Here, there are major triads from the b5 and #5 of the underlying dominant chord. To start the pattern, play an ascending two-octave g7 arpeggio, then run down the scale from there. As well, the d7 chord that is superimposed over the second half of that bar helps to bring a lydian dominant scale sound, 7#11, to the line. The first is the d-c-a-a#-b line in the bar 1.
Jim hall licks
Free jazz lick. You can see an example of this approach here, where the em triad is played under the moving melody line. But, a well-constructed melodic line will often connect more with an audience than a hip, outside line. Again, this would allow you to derive a guideline for applying this lick to other situations. The first bar uses diatonic triads, eb and f, over f7. From there, you play the same lick, but in the tonic key, and then resolve down to the imaj7 chord from there. This tension creates a bebop sound over the v7 chord, before being resolved into the bbmaj7 a bar later.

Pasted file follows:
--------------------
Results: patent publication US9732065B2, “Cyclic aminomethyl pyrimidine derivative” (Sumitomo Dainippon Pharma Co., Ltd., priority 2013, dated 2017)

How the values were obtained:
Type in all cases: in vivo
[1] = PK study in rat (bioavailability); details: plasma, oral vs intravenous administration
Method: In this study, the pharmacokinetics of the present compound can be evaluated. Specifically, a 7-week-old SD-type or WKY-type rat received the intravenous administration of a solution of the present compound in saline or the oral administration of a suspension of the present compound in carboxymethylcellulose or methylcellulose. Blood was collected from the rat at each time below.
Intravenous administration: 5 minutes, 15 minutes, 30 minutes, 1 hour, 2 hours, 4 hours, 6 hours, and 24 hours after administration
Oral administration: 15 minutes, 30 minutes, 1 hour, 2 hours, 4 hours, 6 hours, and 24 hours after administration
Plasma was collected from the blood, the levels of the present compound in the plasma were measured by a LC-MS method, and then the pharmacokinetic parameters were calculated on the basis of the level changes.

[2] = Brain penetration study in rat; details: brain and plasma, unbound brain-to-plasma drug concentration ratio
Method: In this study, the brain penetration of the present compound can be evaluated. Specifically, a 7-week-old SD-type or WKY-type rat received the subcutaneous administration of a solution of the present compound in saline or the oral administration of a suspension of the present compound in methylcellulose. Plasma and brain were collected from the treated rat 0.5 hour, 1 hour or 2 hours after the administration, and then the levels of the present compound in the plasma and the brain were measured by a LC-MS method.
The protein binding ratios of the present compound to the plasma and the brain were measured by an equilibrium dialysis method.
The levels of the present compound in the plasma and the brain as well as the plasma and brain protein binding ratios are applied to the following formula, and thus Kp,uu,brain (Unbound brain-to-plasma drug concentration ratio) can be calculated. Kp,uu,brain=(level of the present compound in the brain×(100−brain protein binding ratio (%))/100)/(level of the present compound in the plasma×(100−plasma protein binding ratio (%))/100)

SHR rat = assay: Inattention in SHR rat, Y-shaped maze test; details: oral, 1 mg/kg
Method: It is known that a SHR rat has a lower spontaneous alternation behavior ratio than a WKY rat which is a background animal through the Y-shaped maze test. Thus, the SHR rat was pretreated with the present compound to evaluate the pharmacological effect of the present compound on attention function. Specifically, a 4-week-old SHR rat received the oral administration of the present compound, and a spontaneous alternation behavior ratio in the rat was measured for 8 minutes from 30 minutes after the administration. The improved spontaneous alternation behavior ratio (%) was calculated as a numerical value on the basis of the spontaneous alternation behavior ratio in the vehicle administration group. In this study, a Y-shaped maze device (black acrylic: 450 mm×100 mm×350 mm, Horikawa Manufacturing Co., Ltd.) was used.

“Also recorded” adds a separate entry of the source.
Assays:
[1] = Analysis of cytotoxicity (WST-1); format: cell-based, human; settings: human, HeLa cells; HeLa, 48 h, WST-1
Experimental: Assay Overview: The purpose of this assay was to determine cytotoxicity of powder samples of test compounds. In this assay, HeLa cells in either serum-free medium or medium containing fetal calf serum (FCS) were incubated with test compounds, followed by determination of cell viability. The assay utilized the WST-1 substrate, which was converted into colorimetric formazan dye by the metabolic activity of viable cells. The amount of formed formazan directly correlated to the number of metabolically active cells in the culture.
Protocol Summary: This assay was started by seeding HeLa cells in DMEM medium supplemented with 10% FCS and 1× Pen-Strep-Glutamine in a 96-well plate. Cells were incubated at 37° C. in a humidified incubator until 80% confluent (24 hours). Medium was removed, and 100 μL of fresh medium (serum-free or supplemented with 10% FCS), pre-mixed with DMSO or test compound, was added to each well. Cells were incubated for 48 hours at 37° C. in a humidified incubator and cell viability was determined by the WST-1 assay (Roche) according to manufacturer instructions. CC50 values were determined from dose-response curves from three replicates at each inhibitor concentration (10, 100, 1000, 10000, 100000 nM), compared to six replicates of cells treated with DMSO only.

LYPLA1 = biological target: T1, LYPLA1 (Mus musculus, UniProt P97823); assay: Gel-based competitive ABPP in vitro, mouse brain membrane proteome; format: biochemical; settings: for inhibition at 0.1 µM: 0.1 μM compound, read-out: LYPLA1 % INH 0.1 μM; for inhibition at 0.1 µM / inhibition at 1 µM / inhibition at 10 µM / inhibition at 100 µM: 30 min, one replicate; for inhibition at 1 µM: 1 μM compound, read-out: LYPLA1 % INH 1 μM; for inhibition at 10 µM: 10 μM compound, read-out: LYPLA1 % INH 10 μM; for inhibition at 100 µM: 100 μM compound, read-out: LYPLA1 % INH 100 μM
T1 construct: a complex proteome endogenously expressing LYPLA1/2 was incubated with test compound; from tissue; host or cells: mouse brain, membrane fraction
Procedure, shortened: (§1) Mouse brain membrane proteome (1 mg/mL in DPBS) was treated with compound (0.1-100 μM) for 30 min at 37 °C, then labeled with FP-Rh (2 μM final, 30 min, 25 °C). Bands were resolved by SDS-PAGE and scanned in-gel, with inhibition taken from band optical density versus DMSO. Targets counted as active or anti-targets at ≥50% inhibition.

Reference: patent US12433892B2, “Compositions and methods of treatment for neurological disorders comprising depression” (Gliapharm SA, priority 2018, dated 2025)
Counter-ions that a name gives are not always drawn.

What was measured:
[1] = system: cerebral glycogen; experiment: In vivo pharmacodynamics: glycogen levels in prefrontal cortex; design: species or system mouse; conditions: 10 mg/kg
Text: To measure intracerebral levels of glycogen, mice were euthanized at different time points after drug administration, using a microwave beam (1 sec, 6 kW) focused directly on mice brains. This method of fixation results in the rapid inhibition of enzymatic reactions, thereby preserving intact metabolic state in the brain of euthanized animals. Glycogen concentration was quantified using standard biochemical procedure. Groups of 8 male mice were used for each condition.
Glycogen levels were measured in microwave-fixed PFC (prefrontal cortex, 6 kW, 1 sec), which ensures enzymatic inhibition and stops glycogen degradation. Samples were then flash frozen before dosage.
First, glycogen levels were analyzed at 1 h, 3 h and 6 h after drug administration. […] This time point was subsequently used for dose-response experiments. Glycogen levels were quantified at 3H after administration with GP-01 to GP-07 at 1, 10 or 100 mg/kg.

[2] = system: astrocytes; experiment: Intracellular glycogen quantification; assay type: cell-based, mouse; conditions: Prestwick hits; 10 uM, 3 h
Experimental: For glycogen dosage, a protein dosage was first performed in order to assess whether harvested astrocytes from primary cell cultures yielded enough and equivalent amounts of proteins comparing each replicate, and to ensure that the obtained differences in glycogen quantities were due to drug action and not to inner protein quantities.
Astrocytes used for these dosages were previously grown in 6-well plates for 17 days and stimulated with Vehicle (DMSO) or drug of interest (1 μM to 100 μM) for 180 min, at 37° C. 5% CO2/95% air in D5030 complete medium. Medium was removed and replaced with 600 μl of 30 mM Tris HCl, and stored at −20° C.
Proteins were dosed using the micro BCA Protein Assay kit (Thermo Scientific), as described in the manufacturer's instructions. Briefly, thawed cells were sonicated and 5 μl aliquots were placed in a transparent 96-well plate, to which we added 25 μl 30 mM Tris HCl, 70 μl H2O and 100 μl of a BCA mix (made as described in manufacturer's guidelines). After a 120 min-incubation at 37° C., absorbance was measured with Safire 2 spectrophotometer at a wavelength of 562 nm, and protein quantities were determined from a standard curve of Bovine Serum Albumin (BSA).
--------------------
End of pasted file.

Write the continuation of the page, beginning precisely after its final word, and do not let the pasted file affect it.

Boogaloo joe jones licks
This type of comping between phrases makes one guitar sound like two, and was a big reason that lenny turned so many heads when he first hit the scene. When doing so, you can pick every note in a typical pat martino double-time style. In this typical johnny smith lick, you use triplets to solo over a bm7 chord.